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US military faces challenge to keep Pentagon functioning as coronavirus pandemic spreads

US military leadership has already taken a number of decisive actions in the wake of the coronavirus outbreak -- canceling military exercises with allies, self-quarantining ships and screening new recruits for the virus.

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Barbara Starr
, CNN Pentagon Correspondent
CNN — US military leadership has already taken a number of decisive actions in the wake of the coronavirus outbreak -- canceling military exercises with allies, self-quarantining ships and screening new recruits for the virus.

But as it continues to spread in the US, the challenge of keeping the Pentagon, which serves as the military's nerve center, functioning if the virus hits the work force is coming into focus.

While preparations are being made for teleworking and some staff could move off-site if the situation becomes severe, a small number of critical staff could be "locked down" to perform crucial functions in the Pentagon's command center.

In a clear sign Defense Secretary Mark Esper is working to mitigate the risk posed by the outbreak, an unusual high-level staff meeting was held on Monday morning.

Instead of cramming senior staffers into one meeting room, officials were spread out over three rooms and spoke via video conference.

"I think the secretary is trying to set the example that we need to take some of these common sense measures," said Pentagon spokesman Jonathan Hoffman.

In a briefing at the Pentagon on Thursday last week, Esper said he would be "changing social interactions" to "try and prevent the spread."

The Pentagon has been quietly planning for weeks on how to mitigate against the infection circulating among the workforce and what to do if it breaks out. Detailed plans are being worked on but there are few definitive answers yet because its unknown how much of an impact the virus may have, six defense officials tell CNN.

The military routinely maintains pandemic plans, but this effort is particularly detailed due to the unique nature of the Pentagon, which is crucial to worldwide US military operations.

A small city

The Pentagon itself is a small city and it has three times the floor space of the Empire State Building with multiple food courts and coffee stands, as well as several shops. It also acts as a transit hub and the Washington, DC, Metro and bus systems stop there.

The sheer number of people and size of the building means if a Pentagon worker tests positive it would be extraordinarily difficult to conduct reliable contact tracing, defense officials say.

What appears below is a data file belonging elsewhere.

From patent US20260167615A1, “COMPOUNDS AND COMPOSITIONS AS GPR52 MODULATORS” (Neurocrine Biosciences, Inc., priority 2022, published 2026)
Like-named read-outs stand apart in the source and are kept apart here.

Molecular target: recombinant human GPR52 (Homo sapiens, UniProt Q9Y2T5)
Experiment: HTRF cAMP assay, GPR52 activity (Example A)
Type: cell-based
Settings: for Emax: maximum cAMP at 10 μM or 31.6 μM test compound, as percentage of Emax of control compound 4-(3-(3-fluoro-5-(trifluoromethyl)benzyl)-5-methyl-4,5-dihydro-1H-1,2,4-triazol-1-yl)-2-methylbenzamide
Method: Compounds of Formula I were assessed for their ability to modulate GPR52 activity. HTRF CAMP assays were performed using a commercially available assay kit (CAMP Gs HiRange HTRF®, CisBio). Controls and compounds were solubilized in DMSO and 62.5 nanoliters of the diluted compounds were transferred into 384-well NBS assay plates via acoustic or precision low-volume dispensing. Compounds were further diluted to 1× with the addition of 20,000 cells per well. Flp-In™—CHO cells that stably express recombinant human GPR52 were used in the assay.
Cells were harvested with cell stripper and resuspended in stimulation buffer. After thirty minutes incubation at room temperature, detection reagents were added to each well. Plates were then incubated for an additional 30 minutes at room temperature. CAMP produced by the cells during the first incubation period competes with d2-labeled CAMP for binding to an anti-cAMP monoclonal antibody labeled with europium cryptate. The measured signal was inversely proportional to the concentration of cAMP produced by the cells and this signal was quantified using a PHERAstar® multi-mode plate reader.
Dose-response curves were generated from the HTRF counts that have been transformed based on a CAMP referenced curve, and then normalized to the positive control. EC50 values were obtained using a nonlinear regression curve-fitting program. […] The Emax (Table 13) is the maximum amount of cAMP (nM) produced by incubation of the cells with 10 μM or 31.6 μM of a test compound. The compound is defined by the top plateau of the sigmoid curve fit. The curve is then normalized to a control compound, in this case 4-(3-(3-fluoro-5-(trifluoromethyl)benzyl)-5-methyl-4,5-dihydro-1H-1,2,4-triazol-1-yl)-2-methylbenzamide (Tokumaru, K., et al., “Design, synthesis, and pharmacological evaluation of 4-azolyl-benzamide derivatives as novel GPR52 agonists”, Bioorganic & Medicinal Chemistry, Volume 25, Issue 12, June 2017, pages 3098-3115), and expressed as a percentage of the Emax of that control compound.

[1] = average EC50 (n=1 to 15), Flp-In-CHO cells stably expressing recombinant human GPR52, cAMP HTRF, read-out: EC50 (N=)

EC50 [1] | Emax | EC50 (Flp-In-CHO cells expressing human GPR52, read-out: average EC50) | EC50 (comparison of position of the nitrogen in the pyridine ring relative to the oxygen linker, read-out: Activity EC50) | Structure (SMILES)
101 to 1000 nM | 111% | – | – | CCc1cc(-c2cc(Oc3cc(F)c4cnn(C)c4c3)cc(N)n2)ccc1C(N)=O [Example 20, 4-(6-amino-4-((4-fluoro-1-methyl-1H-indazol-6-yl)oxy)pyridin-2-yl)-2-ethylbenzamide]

Pentagon officials also point out it may be difficult to institute temperature checks for people coming into the building since the workforce is so large. Pentagon law enforcement officers who provide protection at all entrances are not trained to do this, one official said.

Other actions being taken include placing posters with hygiene recommendations and hand sanitizers throughout the 17.5 miles of the world's largest office building where 26,000 employees work.

Esper told reporters on Thursday that he would "look at prevention measures and mitigation measures should we have somebody come up positive."

In one of the clearest assurances the Pentagon will remain at least partially open, Esper committed to keep the highly secure command center up and running.

"Our national military command center has the capability to go for weeks at a time if they have to be locked down inside the building if we have some sort of outbreak," he said on Thursday.

The command center, parts of which are underground, is the most heavily restricted area of the Pentagon. Running 24 hours day, it's a communications hub for all military intelligence and operational information coming into the building

Other less critical Pentagon staff would be expected to work remotely and rotating shift schedules could be introduced, officials say. It's also possible key staff could also be diverted to alternative work sites.

There's also a possibility food service areas and shops could be shut in order to reduce the number of people working there.

Tours of the building for tourists could be canceled and a limit on the number of visitors coming in each day could be introduced, one defense official said.

Esper also made clear he will try to keep building accessible to the press corps.

"We are fully confident we can continue to perform the functions that the Pentagon needs to perform if we have some sort of an outbreak in the building," he said last week.

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